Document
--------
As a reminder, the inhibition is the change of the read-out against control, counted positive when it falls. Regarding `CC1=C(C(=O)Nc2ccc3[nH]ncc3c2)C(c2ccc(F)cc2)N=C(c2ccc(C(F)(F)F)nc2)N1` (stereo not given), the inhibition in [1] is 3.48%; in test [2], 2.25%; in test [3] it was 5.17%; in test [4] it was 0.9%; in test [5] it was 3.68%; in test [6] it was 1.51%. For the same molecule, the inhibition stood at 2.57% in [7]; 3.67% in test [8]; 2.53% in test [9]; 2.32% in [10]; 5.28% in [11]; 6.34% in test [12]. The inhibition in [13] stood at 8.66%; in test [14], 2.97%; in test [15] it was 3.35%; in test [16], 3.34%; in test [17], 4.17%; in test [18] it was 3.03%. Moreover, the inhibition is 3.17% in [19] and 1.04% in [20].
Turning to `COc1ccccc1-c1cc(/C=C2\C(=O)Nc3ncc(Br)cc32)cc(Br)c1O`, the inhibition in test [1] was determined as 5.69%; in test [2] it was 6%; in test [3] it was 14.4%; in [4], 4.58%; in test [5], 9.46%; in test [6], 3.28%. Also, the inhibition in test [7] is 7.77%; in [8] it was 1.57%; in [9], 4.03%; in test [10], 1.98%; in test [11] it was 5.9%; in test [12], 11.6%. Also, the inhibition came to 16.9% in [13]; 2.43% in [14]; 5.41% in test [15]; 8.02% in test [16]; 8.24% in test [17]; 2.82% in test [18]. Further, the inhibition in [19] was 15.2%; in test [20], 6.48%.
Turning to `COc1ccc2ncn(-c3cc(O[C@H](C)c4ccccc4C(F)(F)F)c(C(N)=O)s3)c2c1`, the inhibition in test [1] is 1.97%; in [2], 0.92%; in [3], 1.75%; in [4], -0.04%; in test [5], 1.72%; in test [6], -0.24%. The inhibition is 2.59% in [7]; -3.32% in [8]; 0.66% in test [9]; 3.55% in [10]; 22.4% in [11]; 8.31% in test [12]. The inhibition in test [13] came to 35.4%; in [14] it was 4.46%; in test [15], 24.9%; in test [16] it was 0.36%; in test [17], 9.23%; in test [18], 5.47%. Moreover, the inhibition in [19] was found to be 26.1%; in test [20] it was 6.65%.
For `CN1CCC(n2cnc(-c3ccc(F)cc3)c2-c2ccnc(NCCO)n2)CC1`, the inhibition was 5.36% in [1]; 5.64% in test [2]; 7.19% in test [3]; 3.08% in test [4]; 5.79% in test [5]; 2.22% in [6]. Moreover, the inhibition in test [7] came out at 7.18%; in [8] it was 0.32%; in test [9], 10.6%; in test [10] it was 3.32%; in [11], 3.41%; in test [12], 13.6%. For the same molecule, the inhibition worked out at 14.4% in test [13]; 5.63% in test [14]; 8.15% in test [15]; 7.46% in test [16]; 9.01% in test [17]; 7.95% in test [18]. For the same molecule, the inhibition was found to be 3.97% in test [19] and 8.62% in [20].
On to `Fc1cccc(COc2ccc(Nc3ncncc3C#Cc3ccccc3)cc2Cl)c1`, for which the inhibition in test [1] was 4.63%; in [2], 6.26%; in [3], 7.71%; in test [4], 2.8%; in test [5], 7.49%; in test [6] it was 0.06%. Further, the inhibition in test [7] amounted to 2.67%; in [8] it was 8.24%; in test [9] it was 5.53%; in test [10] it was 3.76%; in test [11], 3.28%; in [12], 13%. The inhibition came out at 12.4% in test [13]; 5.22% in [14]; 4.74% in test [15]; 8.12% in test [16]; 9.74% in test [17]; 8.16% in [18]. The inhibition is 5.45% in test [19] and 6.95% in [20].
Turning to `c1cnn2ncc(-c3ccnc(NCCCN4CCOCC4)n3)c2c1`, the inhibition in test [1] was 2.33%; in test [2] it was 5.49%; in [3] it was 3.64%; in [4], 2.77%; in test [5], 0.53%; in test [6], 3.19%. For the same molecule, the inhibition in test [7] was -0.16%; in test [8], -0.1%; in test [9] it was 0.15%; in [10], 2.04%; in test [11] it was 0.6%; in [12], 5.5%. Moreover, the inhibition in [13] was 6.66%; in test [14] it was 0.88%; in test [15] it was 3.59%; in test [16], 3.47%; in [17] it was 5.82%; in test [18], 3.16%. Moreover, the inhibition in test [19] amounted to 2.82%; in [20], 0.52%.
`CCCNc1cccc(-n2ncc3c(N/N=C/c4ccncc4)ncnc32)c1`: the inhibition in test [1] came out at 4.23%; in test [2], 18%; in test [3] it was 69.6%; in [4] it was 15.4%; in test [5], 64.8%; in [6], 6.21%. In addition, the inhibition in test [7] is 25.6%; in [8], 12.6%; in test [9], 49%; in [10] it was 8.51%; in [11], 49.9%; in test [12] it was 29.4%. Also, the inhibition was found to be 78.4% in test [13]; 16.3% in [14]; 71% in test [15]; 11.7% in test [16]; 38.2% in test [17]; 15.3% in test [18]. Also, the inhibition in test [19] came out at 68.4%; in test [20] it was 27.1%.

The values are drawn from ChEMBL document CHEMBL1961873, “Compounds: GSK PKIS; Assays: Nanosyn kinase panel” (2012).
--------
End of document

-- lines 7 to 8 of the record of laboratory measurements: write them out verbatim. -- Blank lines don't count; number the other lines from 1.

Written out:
`CCCNc1cccc(-n2ncc3c(N/N=C/c4ccncc4)ncnc32)c1`: the inhibition in test [1] came out at 4.23%; in test [2], 18%; in test [3] it was 69.6%; in [4] it was 15.4%; in test [5], 64.8%; in [6], 6.21%. In addition, the inhibition in test [7] is 25.6%; in [8], 12.6%; in test [9], 49%; in [10] it was 8.51%; in [11], 49.9%; in test [12] it was 29.4%. Also, the inhibition was found to be 78.4% in test [13]; 16.3% in [14]; 71% in test [15]; 11.7% in test [16]; 38.2% in test [17]; 15.3% in test [18]. Also, the inhibition in test [19] came out at 68.4%; in test [20] it was 27.1%.

The values are drawn from ChEMBL document CHEMBL1961873, “Compounds: GSK PKIS; Assays: Nanosyn kinase panel” (2012).